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Garth Holman

Richard The Lionheart Massacres The Saracens, 1191 - 0 views

  • On their yielding the town he had engaged to grant their life, adding that if the Sultan carried out the bargain he would give them freedom and suffer them to carry off their children and wives; if the Sultan did not fulfill his engagements they were to be made slaves.
  • in his heart,
  • Turcoples
    • Garth Holman
       
      turcopoles (also "turcoples" or "turcopoli"; from the Greek: τουρκόπουλοι, "sons of Turks") were locally recruited mounted archers employed by the Christian states of the Eastern Mediterranean
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  • perfidiously
    • Garth Holman
       
      deliberately faithless; treacherous; deceitful:
  • decreed
    • Garth Holman
       
      to command, ordain, or decide by decree.
  • They numbered more than three thousand and were all bound with ropes.
  • once and massacred them with sword and lance in cold blood.
  • seeing what was being done to the prisoners, rushed against the Franks and in the combat, which lasted till nightfall, several were slain and wounded on either side
  • Musulmans
    • Garth Holman
       
      Word for Muslim.
  • morning our people gathered at the spot and found the Musulmans stretched out upon the ground as martyrs for the faith.
  • Ascalon,
    • Garth Holman
       
      Modern day city in Israel.
Garth Holman

Medicine and Health in the Middle Ages - 0 views

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    Medicine of the Middle Ages.
Garth Holman

Medieval Weapons - 0 views

  • From the early period of medieval times all kinds of medieval weapons were being developed as wealthy landowners and Kings sought to increase their wealth and power by invading other people's territory, hoping to steal their land and treasures such as gold, silver and other precious metals.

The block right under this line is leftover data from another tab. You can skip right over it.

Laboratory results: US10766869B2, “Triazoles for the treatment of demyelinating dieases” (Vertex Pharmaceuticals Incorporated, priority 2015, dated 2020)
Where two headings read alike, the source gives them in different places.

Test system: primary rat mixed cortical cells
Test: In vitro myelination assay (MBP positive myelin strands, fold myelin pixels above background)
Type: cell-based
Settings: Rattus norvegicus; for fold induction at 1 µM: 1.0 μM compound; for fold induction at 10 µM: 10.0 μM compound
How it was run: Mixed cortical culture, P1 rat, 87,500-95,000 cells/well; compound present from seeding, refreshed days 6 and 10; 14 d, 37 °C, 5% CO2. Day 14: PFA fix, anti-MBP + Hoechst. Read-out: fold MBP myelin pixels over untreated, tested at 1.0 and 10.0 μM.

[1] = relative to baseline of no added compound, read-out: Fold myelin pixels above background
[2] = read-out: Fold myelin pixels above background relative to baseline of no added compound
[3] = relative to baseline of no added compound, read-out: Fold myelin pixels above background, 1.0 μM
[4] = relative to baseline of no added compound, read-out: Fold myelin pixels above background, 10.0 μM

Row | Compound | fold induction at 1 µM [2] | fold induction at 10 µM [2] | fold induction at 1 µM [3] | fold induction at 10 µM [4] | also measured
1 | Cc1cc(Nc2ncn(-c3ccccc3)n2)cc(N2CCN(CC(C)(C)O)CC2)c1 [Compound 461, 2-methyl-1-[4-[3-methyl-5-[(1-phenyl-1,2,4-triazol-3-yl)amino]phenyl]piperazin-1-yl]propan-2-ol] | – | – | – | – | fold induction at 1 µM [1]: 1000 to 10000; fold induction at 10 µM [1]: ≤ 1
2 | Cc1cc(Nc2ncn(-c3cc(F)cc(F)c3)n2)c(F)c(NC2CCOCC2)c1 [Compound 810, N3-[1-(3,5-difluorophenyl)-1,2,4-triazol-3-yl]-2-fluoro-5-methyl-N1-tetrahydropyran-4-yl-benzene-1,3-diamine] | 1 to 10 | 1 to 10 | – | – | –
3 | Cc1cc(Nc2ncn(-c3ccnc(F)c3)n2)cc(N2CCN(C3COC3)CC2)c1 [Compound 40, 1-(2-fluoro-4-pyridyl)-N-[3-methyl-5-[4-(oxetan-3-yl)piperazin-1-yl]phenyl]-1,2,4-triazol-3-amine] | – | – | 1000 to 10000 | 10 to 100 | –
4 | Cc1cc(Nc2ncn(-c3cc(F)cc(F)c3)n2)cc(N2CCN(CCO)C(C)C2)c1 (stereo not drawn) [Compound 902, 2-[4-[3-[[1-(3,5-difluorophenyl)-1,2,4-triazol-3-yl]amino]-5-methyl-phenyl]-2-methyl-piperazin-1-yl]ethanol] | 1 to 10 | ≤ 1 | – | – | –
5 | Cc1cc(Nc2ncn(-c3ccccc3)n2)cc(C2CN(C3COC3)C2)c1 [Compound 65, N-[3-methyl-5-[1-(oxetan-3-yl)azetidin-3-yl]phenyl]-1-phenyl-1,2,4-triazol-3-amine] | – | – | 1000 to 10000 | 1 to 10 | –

• clubs and maces which were effective against chain mail and plate Armour, Daggers were used mainly for stabbing and thrusting moves in close combat situations.
  • axes that would be used as cleaving, chopping and crushing weapons,
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  • Spears were very popular medieval weapons as they were cheap and easy to make and very effective,
  • Bill and Staff weapons on the battlefield and these consisted of bladed weapons such as polearms, pole hammers and mainly long staff weapons were very popular.
  • Great swords, and lets not forget one of the battlefields most treasured weapons in medieval times because of their effectiveness, Longbows (Popular in England) and Cross Bows (Popular in Europe).
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    Medieval weapons
Garth Holman

Medieval Clergy - 0 views

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    Run down of the catholic church in medieval soicety.
Garth Holman

Steps to Knighthood - 0 views

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    Learn the Steps to becoming a Knight.
Garth Holman

Middle Ages History - YouTube - 0 views

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    What to watch the BBC TV Show called "Medieval Life" Hosted by Terry Jones (Monty Python) Each show focuses on the life of one type of person in the middle ages: Peasant, Monk, Knight, Noble, Outlaw, Jester, etc.. Well worth the time. Enjoy.
Garth Holman

History: Middle Ages Monasteries for Kids - 0 views

  • A monastery was a building, or buildings, where people lived and worshiped, devoting their time and life to God.
  • The people who lived in the monastery were called monks. The monastery was self contained, meaning everything the monks needed was provided by the monastery community. They made their own clothes and grew their own food. They had no need for the outside world. This way they could be somewhat isolated and could focus on God. There were monasteries spread throughout Europe during the Middle Ages.
  • only people in the Middle Ages who knew how to read and write. They provided education to the rest of the world.
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  • place where travelers could stay during
  • helped to feed the poor, take care of the sick, and provided education to boys in the local community.
  • day in the Middle Ages was spent praying, worshiping in church, reading the Bible, and meditating.
  • different jobs depending on their talents and interests.
  • Abbot - The Abbot was the head of the monastery or abbey.
  • A part of this vow was that they were dedicating their life to the monastery and the order of monks they were entering.
  • They were to give up worldly goods and devote their lives to God and discipline. They also took vows of poverty, chastity, and obedience.
    • Monks and nuns were generally the most educated people during the Middle Ages.
    • They spent much of their day in silence.
  • A scribe may spend over a year copying a long book like the Bible.
Garth Holman

slide_4.jpg (960×720) - 0 views

    • Garth Holman
       
      Lords are also called Nobles. They have titles: like Duke, Earl, Prince, Count, Etc.. all have a female name; Baron (male) Baroness (female).
Garth Holman

The Assassination of Julius Caesar, 44 BC - 1 views